This post started as merely a comment to Sarah’s article (below). If you haven’t read it, go do it right now. It’s quite good.
Go on. I’ll wait.
For those of you who have already read it, good for you, and while we wait for the others, allow me to remind you that Mother’s Day is right around the corner, and that no one can tell your mom how much you appreciate her quite like Mr. T can.
All of you back? Good. Cause I’m throwin’ it down.
Sarah asks a question (possibly rhetorical, but as a blogger, I have no patience for rhetoric) that was too good to not respond: “why do so many folks want to believe… that Curt wasn’t really bleeding on the mound?” It’s a juicy one.
First off, the guy is easy to hate. I am not saying I personally hate him because I’ve never met the guy. I have no reason to have any strong feelings about him, really. But Curt reminds people of those who tormented them in high school, college, and at other points in life. Currently standing at nearly six and a half feet, he was probably bigger than everyone else growing up, and with his demeanor, it’s easy to imagine him pushing around smaller children. Like, seven year olds. When he was nineteen. I can’t even be certain that Curt Schilling didn’t invent the atomic wedgie. If Gary “The Forehead” Thorne told me he did, I may believe it. Even if that’s an unfair position to put him in, he does have that air about him that rub some people the wrong way. The guy’s a total meathead. Some people love meatheads, others not so much. And what are the odds that Gary Thorne wasn’t on the receiving end of a few gotch pulls in his life?
Moreover, the general dislike of Red Sox fans held by many outside New England becomes manifested towards Curt Schilling. That, I can personally attest to. In 2004, I found myself actually enjoying the Red Sox run in the playoffs. When the final out made its way into Mienkiewicz’s glove, I was happy for them.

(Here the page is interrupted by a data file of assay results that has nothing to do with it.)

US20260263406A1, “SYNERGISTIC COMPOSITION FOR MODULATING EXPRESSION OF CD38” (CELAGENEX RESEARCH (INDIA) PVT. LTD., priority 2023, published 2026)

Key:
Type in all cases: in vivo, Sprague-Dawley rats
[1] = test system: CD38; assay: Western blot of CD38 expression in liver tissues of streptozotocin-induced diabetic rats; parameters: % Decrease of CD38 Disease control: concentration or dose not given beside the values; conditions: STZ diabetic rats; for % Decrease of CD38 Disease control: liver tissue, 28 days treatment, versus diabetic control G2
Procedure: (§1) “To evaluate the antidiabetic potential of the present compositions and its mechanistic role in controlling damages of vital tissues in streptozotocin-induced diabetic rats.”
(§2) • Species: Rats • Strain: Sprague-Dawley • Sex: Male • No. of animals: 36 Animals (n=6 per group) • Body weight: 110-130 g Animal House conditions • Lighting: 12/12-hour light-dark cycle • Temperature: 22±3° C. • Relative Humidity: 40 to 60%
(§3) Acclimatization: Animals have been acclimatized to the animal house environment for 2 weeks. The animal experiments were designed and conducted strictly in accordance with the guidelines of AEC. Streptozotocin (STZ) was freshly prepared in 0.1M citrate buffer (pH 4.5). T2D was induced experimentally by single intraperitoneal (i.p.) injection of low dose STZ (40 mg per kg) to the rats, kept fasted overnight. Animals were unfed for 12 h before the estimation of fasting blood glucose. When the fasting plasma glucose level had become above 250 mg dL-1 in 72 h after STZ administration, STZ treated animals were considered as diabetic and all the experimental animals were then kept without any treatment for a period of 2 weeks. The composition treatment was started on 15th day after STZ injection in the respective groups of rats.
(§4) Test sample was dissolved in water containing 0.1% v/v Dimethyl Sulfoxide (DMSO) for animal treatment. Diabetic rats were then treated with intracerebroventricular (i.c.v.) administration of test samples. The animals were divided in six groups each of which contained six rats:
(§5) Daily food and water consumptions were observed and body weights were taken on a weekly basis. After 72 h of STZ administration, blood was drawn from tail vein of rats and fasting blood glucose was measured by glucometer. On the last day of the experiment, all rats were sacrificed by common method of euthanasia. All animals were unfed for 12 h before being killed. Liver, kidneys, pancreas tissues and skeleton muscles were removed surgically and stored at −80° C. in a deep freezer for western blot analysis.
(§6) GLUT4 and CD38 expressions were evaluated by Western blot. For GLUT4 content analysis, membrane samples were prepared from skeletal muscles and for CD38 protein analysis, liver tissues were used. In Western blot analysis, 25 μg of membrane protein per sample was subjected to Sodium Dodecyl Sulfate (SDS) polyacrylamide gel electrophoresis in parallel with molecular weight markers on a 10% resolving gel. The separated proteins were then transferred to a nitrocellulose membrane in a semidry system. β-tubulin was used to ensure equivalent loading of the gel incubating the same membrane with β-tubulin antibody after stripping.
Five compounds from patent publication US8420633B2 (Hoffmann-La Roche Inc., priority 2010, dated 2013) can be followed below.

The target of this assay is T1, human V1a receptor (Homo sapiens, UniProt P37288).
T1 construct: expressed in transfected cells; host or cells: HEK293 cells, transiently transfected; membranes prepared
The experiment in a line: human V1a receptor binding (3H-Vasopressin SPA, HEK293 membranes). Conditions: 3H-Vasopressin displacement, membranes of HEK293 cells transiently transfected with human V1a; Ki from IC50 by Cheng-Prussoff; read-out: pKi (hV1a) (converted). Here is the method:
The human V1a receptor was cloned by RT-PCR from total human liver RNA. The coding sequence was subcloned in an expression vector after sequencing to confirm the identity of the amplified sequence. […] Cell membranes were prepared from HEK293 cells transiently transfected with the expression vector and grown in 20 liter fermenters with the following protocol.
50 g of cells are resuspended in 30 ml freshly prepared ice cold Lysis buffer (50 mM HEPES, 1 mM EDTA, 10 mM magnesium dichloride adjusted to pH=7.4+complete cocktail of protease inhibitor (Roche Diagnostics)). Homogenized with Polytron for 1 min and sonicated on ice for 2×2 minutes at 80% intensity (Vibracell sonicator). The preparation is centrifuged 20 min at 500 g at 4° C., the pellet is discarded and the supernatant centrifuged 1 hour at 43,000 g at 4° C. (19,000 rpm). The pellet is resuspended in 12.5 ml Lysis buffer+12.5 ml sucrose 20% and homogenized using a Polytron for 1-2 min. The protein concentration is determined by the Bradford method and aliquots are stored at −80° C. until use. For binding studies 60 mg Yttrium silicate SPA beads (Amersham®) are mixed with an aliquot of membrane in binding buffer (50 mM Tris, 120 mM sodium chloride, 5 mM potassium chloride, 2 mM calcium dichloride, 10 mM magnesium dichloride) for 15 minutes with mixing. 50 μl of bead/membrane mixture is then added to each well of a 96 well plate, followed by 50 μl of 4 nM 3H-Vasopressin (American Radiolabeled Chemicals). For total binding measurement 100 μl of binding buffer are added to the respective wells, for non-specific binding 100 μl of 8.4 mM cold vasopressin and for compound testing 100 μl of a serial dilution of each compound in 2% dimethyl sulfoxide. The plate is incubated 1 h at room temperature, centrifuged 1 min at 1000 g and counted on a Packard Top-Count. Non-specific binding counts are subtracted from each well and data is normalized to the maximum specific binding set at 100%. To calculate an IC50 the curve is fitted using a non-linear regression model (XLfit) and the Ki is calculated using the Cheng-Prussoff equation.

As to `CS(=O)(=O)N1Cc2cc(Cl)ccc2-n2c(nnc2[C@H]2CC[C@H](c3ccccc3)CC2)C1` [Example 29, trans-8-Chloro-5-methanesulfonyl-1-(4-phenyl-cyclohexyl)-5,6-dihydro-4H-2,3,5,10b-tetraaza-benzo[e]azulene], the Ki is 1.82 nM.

Then Jimmy Fallon ran onto the field to make out with Drew Barrymore. That moment, in retrospect, epitomizes the ridiculousness of it all. The organization allowed the Farrelly brothers to film that scene for “Fever Pitch” at the exact moment that the purity of baseball was supposed to return, if only for that one fleeting moment. It was an inopportune reminder that this is a business. Red Sox Nation is a corporate brand – and worse, it’s a brand that doesn’t include me. The “members” of Red Sox Nation (and good lord, I know I’m going to hear it from people for writing this) appear to have a large contingency of those who know very little about baseball outside the Northeast Corridor of Amtrak (I can feel the hate already). The world revolves around David Ortiz, Daisuke Matsuzaka, Manny Ramirez, Curt Schilling, and Theo Epstein. They’ve already put Jonathan Papelbon in the Hall of Fame. Bill Simmons is their Hemingway (Ernest, not Mariel).
Now admittedly, this is me speaking as a New Yorker, and this certainly does apply to Yankees and Mets fans as well (although us Mets fans have less to boast about). And of course, there are many Red Sox fans out there who do have some sense of perspective, are very knowledgeable and rooted in reality. However, as it goes with most things in this world, the most rational ones are not the most visible ones. Look again at Curt Schilling. David Ortiz is probably a far more likable person than Curt – but he’s not the one with the blog. It’s the backlash from the months and months that those of us who carried foreign passports into Red Sox Nation following October 27th, 2004, have had to endure. Their “woe is me” disposition turned into a “sucks to be you” attitude in mere minutes. Those who had never heard of Tom Brunansky immediately headed off to the local mall to purchase Red Sox paraphernalia and boasted their level of fandom. I recall seeing a segment on the news the night they put the Cardinals away that had a college student in Boston actually utter the words “I never thought it would happen in my lifetime”. We weren’t ready for that.
So I think this resentment fueled the flames. There is no doubt that Gary Thorne is a total wiener. Even if it was true that Doug Mirabelli had told him this, it was extremely unprofessional and irresponsible to state it on the air during an Orioles broadcast. The story never should have gotten so much attention to begin with because it was a moronic assertion from the start. If Curt Schilling were more likable, it would have been far easier for people to dismiss. But Curt is the loudmouth of an already far too vocal and proud Red Sox Nation. People want to bring him down and knock him off the pedestal. It’s human jealousy. And if he doesn’t want people to hate him, then he shouldn’t be so goddamn good at it.
P.S. Treat you mother right.